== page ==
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Facebook IPO will bring big taxes. May be.
  • Eduardo Saverin, the billionaire co- founder of Facebook Inc. (FB), renounced his U.S. citizenship before an initial public offering that values the social network at as much as $96 billion, a move that may reduce his tax bill.


    Funny, isn't it?

  • 18 Replies sorted by
  • @Vitaliy_Kiselev most people will have a different take on this than me, as most people are born with and have one citizenship in life. This is obviously a tax evasion move and the US is better off without this guy. His future country of citizenship beware. He is probably hoping to save an extra 100 million on top of a billion, so I will be applauding when he is in a shithole gulag somewhere eventually. I do not know what his new citizenship is, but I know he'll always be the "american facebook guy", and God help him without that gold eagle on blue. I have held 3 citizenships in my life, and honestly it is a matter of convenience. However, I am not a billionaire, so his mileage will probably vary exponentialy :) And so be it.

  • Eduardo Saverin was born in Brazil and currently lives in Singapore. It's a big bad world, but I think he can probably afford to take care of himself.

  • Can't wait to read the next post on this forum on how Mexicans suck the US dry or similar. Polish plummers killing the UK :) Apply your local cliche here. Adolf Hitler was born in Austria, and then renounced his citizenship and responsability by shooting himself in the head. The initial IPO rush is nothing but a money laundring operation... Come on, who will invest money at xxx at share knowing it will be x tomorrow? Oh wait... Give me a break, what exactely are these people producing? A platform for apps and games? OK, that explains everything.

  • PS, and the only reason why this typical sort of behaviour is any news at all, is because it is such a blatant abdication of responsability. And yes, if we are talking such amounts of money, abdication is an appropriate term. The things will only get interesting when they try to outsource the "shield" ei nuclear weapons. People are and will be sheep, but there will always be wild cards and non conformists to make things a bit more interesting.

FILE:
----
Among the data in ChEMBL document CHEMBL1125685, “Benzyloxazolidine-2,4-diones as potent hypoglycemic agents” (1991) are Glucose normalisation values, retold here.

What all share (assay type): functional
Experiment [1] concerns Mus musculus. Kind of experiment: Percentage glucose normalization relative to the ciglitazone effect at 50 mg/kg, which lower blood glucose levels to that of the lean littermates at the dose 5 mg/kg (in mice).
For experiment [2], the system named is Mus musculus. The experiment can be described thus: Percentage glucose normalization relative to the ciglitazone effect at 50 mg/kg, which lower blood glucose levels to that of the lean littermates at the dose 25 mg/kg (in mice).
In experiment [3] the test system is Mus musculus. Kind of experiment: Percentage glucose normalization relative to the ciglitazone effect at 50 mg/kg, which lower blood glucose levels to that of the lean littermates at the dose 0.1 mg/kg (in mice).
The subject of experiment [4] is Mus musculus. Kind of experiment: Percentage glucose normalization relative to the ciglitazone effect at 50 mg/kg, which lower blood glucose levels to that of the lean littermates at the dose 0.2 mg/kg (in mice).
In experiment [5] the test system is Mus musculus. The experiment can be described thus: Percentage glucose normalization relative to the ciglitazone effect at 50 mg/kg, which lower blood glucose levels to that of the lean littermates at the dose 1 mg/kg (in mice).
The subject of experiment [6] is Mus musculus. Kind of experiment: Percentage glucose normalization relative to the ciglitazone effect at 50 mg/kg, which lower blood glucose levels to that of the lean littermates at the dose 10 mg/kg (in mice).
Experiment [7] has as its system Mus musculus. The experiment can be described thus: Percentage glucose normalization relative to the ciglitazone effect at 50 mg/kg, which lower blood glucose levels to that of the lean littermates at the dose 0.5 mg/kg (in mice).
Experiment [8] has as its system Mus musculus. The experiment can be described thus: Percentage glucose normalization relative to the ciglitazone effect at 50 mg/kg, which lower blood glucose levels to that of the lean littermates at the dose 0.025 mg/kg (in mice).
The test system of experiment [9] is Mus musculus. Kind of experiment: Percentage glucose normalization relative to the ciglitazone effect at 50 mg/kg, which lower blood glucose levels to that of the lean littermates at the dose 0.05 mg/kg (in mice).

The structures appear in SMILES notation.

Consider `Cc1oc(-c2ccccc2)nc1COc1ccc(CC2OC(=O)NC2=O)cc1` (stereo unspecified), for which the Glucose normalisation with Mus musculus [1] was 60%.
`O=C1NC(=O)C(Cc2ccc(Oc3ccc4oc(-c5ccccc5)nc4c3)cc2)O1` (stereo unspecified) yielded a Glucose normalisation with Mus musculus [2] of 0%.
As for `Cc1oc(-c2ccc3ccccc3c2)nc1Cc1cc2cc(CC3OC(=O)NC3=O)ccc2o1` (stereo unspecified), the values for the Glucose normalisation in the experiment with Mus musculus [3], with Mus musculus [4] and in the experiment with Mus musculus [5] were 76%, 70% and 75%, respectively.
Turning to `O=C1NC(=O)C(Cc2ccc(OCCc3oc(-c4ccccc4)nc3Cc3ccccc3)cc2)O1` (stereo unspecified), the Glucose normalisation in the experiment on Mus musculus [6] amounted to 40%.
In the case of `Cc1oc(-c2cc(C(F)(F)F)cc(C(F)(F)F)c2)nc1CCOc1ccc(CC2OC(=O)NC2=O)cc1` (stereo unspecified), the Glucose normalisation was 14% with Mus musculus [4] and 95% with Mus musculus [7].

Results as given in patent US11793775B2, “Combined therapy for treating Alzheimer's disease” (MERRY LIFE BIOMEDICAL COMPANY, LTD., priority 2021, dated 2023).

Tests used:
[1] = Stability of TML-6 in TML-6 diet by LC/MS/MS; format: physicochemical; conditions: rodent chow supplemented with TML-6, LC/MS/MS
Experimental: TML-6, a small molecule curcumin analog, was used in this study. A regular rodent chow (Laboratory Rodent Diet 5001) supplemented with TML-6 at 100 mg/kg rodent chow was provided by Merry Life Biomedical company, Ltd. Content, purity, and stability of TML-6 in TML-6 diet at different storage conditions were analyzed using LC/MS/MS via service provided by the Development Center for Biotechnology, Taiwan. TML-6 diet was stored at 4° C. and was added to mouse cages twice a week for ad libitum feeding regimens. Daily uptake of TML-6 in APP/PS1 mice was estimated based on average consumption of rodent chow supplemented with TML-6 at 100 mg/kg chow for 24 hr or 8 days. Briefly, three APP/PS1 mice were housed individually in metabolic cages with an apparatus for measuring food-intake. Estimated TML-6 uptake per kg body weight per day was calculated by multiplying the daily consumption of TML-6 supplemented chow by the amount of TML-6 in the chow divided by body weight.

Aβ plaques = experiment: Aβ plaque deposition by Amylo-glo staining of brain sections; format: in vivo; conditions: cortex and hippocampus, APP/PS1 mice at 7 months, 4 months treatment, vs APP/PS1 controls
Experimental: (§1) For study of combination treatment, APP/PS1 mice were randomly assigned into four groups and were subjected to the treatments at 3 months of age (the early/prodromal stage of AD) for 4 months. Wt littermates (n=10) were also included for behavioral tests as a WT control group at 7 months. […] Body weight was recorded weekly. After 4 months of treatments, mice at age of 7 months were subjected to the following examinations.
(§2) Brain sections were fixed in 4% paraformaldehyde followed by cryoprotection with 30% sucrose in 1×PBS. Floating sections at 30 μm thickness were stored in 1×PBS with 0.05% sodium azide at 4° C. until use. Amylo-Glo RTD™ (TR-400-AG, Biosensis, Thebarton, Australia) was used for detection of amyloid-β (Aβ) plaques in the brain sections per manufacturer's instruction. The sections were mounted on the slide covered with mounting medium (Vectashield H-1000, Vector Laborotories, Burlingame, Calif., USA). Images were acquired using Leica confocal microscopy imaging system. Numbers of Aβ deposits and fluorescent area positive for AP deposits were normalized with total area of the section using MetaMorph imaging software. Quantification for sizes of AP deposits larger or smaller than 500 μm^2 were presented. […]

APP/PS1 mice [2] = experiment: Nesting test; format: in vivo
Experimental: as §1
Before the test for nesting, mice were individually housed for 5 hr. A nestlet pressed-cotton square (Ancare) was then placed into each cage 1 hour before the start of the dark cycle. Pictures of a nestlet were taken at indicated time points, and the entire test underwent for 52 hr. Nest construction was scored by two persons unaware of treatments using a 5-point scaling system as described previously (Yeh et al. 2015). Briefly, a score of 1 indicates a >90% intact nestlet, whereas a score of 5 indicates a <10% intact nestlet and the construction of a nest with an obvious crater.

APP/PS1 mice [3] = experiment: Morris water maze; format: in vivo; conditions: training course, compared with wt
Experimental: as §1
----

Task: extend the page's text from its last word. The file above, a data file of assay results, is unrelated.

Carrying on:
• Citizenship shell games are something the super rich partake in. Nothing new here.

    I'm not a professional investor, but I did witness the AOL/Time debacle. I also lost a lot of money in IPO for etoys. I wouldn't touch the shares because FB doesn't make anything. They can't even create content and their targeted ads on my FB sidebar couldn't be further off the mark for my interests. And btw, I thought MySpace was the next big thing?

    ps if anyone wants to add me up on FB, brian_luce At hotmail

  • I was in the internet before it was called internet. I partecopated to BBS, to online text RPGs, I witnessed the ascii nipples of Lenna coming out of the white-and-grey-lines-perforated printer. Rise and fall of VAX, IBM and Olivetti supercomputer. Making videos and manipulating images on Indigo, Amiga etc.

    Never been on facebook, and will never be. I flew from linkedin, I do only have a personal mail adress. My citizenship is italian, but I do feel european, feel home from Lisboa to Tallin, to Istambul. I do not give a dam about Severin, but the world we live in is done like that. Only if you have enough money, you can afford not to pay what is right... ;-P

  • So paying almost 40% taxes is "right"? Then add Social Security and Medicare it's at least 50%. No government deserves half of what you make. Period.